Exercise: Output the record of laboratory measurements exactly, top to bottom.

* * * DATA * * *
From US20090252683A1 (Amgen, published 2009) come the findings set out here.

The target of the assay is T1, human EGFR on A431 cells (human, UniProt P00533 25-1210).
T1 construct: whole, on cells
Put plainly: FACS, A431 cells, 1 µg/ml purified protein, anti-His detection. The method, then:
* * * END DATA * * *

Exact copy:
From US20090252683A1 (Amgen, published 2009) come the findings set out here.

The target of the assay is T1, human EGFR on A431 cells (human, UniProt P00533 25-1210).
T1 construct: whole, on cells
Put plainly: FACS, A431 cells, 1 µg/ml purified protein, anti-His detection. The method, then: